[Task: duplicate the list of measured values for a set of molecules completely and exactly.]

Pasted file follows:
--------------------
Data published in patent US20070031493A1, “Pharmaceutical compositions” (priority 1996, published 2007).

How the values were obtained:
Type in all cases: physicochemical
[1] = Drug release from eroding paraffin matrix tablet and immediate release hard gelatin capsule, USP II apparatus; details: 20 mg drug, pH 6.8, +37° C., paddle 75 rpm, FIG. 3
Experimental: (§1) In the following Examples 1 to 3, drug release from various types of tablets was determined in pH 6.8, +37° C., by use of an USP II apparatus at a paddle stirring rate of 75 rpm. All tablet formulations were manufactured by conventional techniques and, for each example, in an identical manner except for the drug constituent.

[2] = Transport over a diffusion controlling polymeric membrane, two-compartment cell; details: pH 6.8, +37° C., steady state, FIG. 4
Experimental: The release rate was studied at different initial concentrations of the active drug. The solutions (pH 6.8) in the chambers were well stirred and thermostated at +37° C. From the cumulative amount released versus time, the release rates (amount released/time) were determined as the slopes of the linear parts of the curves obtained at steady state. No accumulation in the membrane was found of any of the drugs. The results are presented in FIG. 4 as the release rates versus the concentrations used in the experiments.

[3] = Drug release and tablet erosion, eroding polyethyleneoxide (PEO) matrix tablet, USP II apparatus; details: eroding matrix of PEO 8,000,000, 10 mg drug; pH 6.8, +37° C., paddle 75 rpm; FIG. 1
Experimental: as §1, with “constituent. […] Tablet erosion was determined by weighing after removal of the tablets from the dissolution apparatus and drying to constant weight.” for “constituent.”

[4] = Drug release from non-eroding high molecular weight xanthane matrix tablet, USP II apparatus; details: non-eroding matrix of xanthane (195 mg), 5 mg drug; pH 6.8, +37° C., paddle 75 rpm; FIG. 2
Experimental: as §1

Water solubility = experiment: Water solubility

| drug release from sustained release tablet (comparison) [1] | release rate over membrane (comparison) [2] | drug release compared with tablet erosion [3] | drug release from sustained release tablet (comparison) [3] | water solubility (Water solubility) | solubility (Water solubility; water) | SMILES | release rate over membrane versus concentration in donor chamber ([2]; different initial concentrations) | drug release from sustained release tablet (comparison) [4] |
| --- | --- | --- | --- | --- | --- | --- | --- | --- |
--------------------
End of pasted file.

Data published in patent US20070031493A1, “Pharmaceutical compositions” (priority 1996, published 2007).

How the values were obtained:
Type in all cases: physicochemical
[1] = Drug release from eroding paraffin matrix tablet and immediate release hard gelatin capsule, USP II apparatus; details: 20 mg drug, pH 6.8, +37° C., paddle 75 rpm, FIG. 3
Experimental: (§1) In the following Examples 1 to 3, drug release from various types of tablets was determined in pH 6.8, +37° C., by use of an USP II apparatus at a paddle stirring rate of 75 rpm. All tablet formulations were manufactured by conventional techniques and, for each example, in an identical manner except for the drug constituent.

[2] = Transport over a diffusion controlling polymeric membrane, two-compartment cell; details: pH 6.8, +37° C., steady state, FIG. 4
Experimental: The release rate was studied at different initial concentrations of the active drug. The solutions (pH 6.8) in the chambers were well stirred and thermostated at +37° C. From the cumulative amount released versus time, the release rates (amount released/time) were determined as the slopes of the linear parts of the curves obtained at steady state. No accumulation in the membrane was found of any of the drugs. The results are presented in FIG. 4 as the release rates versus the concentrations used in the experiments.

[3] = Drug release and tablet erosion, eroding polyethyleneoxide (PEO) matrix tablet, USP II apparatus; details: eroding matrix of PEO 8,000,000, 10 mg drug; pH 6.8, +37° C., paddle 75 rpm; FIG. 1
Experimental: as §1, with “constituent. […] Tablet erosion was determined by weighing after removal of the tablets from the dissolution apparatus and drying to constant weight.” for “constituent.”

[4] = Drug release from non-eroding high molecular weight xanthane matrix tablet, USP II apparatus; details: non-eroding matrix of xanthane (195 mg), 5 mg drug; pH 6.8, +37° C., paddle 75 rpm; FIG. 2
Experimental: as §1

Water solubility = experiment: Water solubility

| drug release from sustained release tablet (comparison) [1] | release rate over membrane (comparison) [2] | drug release compared with tablet erosion [3] | drug release from sustained release tablet (comparison) [3] | water solubility (Water solubility) | solubility (Water solubility; water) | SMILES | release rate over membrane versus concentration in donor chamber ([2]; different initial concentrations) | drug release from sustained release tablet (comparison) [4] |
| --- | --- | --- | --- | --- | --- | --- | --- | --- |